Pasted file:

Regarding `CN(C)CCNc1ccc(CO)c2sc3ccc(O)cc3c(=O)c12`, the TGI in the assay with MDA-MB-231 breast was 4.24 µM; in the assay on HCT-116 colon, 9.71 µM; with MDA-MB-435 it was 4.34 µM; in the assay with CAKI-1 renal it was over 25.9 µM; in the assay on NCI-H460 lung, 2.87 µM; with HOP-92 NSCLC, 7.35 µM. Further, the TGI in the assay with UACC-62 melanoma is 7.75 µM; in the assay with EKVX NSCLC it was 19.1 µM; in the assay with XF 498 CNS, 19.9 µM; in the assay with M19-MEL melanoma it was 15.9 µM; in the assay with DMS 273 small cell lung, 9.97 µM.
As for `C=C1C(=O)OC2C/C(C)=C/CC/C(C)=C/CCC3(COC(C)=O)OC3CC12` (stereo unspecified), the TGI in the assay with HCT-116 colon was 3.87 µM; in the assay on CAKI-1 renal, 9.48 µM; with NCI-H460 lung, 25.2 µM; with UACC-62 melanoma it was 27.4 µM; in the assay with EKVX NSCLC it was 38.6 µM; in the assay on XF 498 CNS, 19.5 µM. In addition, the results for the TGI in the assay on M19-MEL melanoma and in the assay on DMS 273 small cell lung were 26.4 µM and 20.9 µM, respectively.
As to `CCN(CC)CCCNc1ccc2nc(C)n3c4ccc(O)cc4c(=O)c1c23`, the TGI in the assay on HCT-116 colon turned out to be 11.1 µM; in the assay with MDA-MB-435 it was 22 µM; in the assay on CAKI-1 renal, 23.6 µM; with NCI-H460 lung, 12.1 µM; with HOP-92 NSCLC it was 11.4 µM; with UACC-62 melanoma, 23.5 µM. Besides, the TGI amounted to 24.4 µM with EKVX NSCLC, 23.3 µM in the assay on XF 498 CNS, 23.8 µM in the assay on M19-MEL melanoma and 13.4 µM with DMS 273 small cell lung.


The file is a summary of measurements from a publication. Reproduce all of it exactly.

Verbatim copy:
Regarding `CN(C)CCNc1ccc(CO)c2sc3ccc(O)cc3c(=O)c12`, the TGI in the assay with MDA-MB-231 breast was 4.24 µM; in the assay on HCT-116 colon, 9.71 µM; with MDA-MB-435 it was 4.34 µM; in the assay with CAKI-1 renal it was over 25.9 µM; in the assay on NCI-H460 lung, 2.87 µM; with HOP-92 NSCLC, 7.35 µM. Further, the TGI in the assay with UACC-62 melanoma is 7.75 µM; in the assay with EKVX NSCLC it was 19.1 µM; in the assay with XF 498 CNS, 19.9 µM; in the assay with M19-MEL melanoma it was 15.9 µM; in the assay with DMS 273 small cell lung, 9.97 µM.
As for `C=C1C(=O)OC2C/C(C)=C/CC/C(C)=C/CCC3(COC(C)=O)OC3CC12` (stereo unspecified), the TGI in the assay with HCT-116 colon was 3.87 µM; in the assay on CAKI-1 renal, 9.48 µM; with NCI-H460 lung, 25.2 µM; with UACC-62 melanoma it was 27.4 µM; in the assay with EKVX NSCLC it was 38.6 µM; in the assay on XF 498 CNS, 19.5 µM. In addition, the results for the TGI in the assay on M19-MEL melanoma and in the assay on DMS 273 small cell lung were 26.4 µM and 20.9 µM, respectively.
As to `CCN(CC)CCCNc1ccc2nc(C)n3c4ccc(O)cc4c(=O)c1c23`, the TGI in the assay on HCT-116 colon turned out to be 11.1 µM; in the assay with MDA-MB-435 it was 22 µM; in the assay on CAKI-1 renal, 23.6 µM; with NCI-H460 lung, 12.1 µM; with HOP-92 NSCLC it was 11.4 µM; with UACC-62 melanoma, 23.5 µM. Besides, the TGI amounted to 24.4 µM with EKVX NSCLC, 23.3 µM in the assay on XF 498 CNS, 23.8 µM in the assay on M19-MEL melanoma and 13.4 µM with DMS 273 small cell lung.